Watts in 2005
|Birth name||William F. Watts Jr.|
|Born||May 5, 1939|
Oklahoma City, Oklahoma, United States
|Residence||Miramar Beach, Florida, United States|
|Professional wrestling career|
|Billed height||6 ft 3 in (1.91 m)|
|Billed weight||297 lb (135 kg)|
William F. Watts Jr. (born May 5, 1939) is an American former professional wrestler, promoter, and WWE Hall of Fame Inductee (2009). Watts was famous under his "Cowboy" gimmick in his wrestling career, and then as a tough, no-nonsense promoter in the Mid-South United States, which grew to become the Universal Wrestling Federation (UWF).
In 1992, Watts was the Executive Vice President of World Championship Wrestling (WCW) but after clashes with management over a number of issues, as well as feeling pressure from Hank Aaron over a racially sensitive piece of correspondence, he resigned. He was subsequently replaced by Ole Anderson who was then succeeded by Eric Bischoff.
As a professional wrestler, he famously feuded with WWF Champion Bruno Sammartino, but was unable to win the title. In the 1960s, he wrestled in many areas, such as San Francisco, Chicago, St. Louis, and even Japan for All Japan Pro Wrestling. During these periods, Watts challenged for both the National Wrestling Alliance and American Wrestling Association versions of the World Title.
Bill Watts is perhaps even more famous for being a pioneering promoter in the Mid-South area of the USA, with his base of operation being in the Shreveport, Louisiana area. His promotion was known as the Mid South Wrestling. He is often credited with creating the current and popular "episodic" style of TV wrestling, building solid creative storylines week-on-week, with an emphasis on solid in-ring action with dependable wrestlers like "Dr. Death" Steve Williams, The Junkyard Dog, Ted DiBiase and Jim Duggan. He's an outspoken critic on breaking kayfabe and "smart" wrestling fans. A Watts-run promotion always had face and heel wrestlers dress in different locker rooms and to have faces and heels not meet publicly. He has also been known to revamp his booking plans in order to protect the business from such fans. When a newspaper mentioned a wrestling event being the last one Jake "The Snake" Roberts would wrestle in Watts' territory and talked about the tradition of a wrestler jobbing in his last match to put his opponent over and to expect the finish to be in that fashion, Watts changed it so Roberts actually won the match and got put over on his way out of the territory.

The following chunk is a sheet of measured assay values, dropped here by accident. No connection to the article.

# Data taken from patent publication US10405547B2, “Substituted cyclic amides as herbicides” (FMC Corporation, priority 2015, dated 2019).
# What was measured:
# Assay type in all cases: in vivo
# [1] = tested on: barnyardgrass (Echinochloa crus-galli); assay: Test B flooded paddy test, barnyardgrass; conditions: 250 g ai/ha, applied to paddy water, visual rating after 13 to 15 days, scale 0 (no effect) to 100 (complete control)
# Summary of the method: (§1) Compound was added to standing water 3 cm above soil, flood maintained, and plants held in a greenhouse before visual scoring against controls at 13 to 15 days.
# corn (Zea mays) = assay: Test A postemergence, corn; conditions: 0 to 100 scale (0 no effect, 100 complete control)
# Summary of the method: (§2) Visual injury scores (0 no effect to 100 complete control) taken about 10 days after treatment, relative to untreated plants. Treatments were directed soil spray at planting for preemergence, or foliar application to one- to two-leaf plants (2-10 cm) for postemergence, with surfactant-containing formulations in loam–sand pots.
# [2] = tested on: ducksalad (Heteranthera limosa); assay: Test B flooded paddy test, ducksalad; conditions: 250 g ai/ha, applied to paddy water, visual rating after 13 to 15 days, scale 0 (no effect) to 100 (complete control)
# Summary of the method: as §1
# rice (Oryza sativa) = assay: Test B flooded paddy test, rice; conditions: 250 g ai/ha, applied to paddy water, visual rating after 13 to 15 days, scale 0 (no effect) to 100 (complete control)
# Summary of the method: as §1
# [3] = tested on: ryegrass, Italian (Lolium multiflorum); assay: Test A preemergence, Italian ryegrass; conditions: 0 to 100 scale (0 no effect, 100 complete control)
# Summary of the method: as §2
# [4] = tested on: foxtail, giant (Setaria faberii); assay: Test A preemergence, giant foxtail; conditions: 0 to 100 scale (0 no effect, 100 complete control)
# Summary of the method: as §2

After losing over half a million dollars, Watts sold the UWF to NWA Mid-Atlantic's Jim Crockett Promotions, who kept a lot of their stars, such as Sting. Instead of having UWF as a separate organization, Crockett sent his mid-card wrestlers to the UWF and had them quickly win their titles. Eventually, the UWF folded, and Crockett would be bought out by Ted Turner in 1988. In April 1989, after firing George Scott, WCW offered Bill Watts the chance to book, but he declined the offer and WCW instead decided to go with a booking committee, which included Ric Flair, Kevin Sullivan, Eddie Gilbert, Jim Ross, and Jim Herd.